Hadrosaur Skeleton Badly Damaged in Attack by Vandals
Over the last six months or so officials in Canada have reported a number of deliberate acts of vandalism carried out against dinosaur fossils being excavated in the province of Alberta. In this latest attack, the fossilised remains of a Late Cretaceous herbivorous dinosaur were smashed by a person or persons unknown. Vandals have damaged a duck-billed dinosaur skeleton.
Duck-billed Dinosaur Skeleton
The remains of large dinosaurs often take months to extract out of the ground, indeed as great care is needed to protect the fossilised remains and preserve scientific data, some excavations can take years. This means that many sites once identified may be left after only a partial excavation. Field workers would deliberately bury bones, having taken precautions to preserve them so that the site can be re-visited at a later date and a more thorough investigation carried out.
This is exactly what happened when Dr Philip Bell and his colleagues of the Pipestone Creek Dinosaur Initiative came across the partially exposed remains of an eight-metre-long hadrosaur. The site was mapped on June 15th and there were several days of excavation, then Dr Bell and his team had to return to their other projects so the scientists carefully covered the site so that they could return a few weeks later and continue their work. To Dr Bell’s dismay, when he returned to the site, near Grande Prairie (north-western Alberta), he discovered that much of the site had been attacked by vandals and many of the fossil bones smashed.
A Typical Hadrosaur Skeleton in a Canadian Museum
Picture credit: Everything Dinosaur
The palaeontologists are concerned that the hadrosaur specimen may have been irreparably damaged. This is just one of a number of acts of vandalism against dinosaurs that have been reported in the Canadian press this year.
Commenting on the demise of his duck-billed dinosaur, Dr Bell stated:
“This was destined to become a major exhibit in the new museum [new dinosaur museum, located north of the Canadian town of Wembley]. Of course, now it’s really compromised. It’s not really a skeleton any more. It’s more of a jumble of bones… Maybe there’s a few things that are still complete in there, but as far as the exhibit was concerned, that’s no longer feasible.”
Dinosaur fossils are exceptionally rare. Each new discovery helps palaeontologists to learn more about these prehistoric creatures, Dr Bell went on to add:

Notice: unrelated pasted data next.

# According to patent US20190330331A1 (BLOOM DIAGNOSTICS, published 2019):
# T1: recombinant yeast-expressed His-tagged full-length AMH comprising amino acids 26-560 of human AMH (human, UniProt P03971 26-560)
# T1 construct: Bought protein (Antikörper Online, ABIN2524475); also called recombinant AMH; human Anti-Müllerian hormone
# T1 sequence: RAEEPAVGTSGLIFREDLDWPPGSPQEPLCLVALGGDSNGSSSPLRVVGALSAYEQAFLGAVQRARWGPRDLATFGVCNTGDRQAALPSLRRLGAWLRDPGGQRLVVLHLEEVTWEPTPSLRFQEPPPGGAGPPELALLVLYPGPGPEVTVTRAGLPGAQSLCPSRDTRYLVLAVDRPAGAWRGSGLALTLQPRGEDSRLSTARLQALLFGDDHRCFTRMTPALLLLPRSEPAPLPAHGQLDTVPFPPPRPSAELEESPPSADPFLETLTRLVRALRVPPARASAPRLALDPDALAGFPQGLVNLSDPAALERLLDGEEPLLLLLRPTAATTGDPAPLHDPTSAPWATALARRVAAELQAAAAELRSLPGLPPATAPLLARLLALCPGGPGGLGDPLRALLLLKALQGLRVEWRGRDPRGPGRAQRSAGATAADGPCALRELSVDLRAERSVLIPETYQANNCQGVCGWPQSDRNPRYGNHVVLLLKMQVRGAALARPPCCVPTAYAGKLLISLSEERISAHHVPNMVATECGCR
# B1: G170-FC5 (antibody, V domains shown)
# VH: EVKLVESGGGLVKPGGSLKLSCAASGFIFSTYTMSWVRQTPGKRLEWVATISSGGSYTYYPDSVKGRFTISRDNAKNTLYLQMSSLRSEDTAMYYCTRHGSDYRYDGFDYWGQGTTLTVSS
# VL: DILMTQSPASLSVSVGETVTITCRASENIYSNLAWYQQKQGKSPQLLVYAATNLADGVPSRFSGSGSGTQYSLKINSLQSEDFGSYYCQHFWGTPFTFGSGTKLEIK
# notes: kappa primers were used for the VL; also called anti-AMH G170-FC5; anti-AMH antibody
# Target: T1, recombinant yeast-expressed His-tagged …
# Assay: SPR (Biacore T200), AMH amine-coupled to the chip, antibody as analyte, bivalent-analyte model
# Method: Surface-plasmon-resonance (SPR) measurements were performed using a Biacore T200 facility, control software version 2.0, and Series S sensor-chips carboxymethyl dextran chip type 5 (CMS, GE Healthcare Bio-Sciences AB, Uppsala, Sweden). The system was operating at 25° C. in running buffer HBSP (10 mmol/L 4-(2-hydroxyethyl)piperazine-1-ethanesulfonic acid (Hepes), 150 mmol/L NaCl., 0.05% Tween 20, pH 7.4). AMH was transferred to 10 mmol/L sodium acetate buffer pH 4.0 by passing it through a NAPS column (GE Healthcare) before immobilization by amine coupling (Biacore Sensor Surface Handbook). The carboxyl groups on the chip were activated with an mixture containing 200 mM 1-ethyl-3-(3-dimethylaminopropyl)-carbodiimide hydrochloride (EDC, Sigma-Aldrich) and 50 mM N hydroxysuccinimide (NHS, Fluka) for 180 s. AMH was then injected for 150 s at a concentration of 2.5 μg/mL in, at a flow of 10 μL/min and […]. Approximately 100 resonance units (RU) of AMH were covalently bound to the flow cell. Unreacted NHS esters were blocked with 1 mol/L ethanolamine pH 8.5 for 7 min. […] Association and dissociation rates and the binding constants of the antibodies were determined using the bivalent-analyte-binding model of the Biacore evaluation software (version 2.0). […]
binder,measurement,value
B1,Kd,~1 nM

“Each bone is irreplaceable. We still know very little about the dinosaurs that existed up here [northern Alberta], so every skeleton is crucial.”
Most of the bones were still in situ, so the site had not been raided by souvenir hunters or illegal collectors keen to sell specimens outside of the law. The fossil remains seem to have been broken deliberately in a wanton act of violence.
Although dinosaur fossils can fetch high prices if sold at auction, it is illegal to poach or even damage any fossil material in Canada. Such transgressions can be punished by hefty fines of up to $40,000 CDN or even twelve months imprisonment.
Despite the best efforts of the authorities, the incident of the damaged hadrosaur is not the only recent fossil crime that has been reported from Canada. A number of such attacks have been recorded this year. In Pipestone Creek Park (Alberta), near to where the hadrosaur remains had been located, a substantial bone bed containing the fossilised remains of a number of dinosaurs was damaged in May. There have also been a number of dinosaur fossil thefts reported from dig sites and museums over the last few months or so.
The Royal Canadian Mounted Police in an official statement said that they were investigating the incidents, but as yet do not have any suspects.
Let us hope that the individuals are soon caught and this indiscriminate damage to Canada’s fossil heritage is soon stopped.
For models and figure of duck-billed dinosaurs and other ornithischian dinosaurs: Museum Quality Figures of Ornithischian Dinosaurs (PNSO Dinosaurs).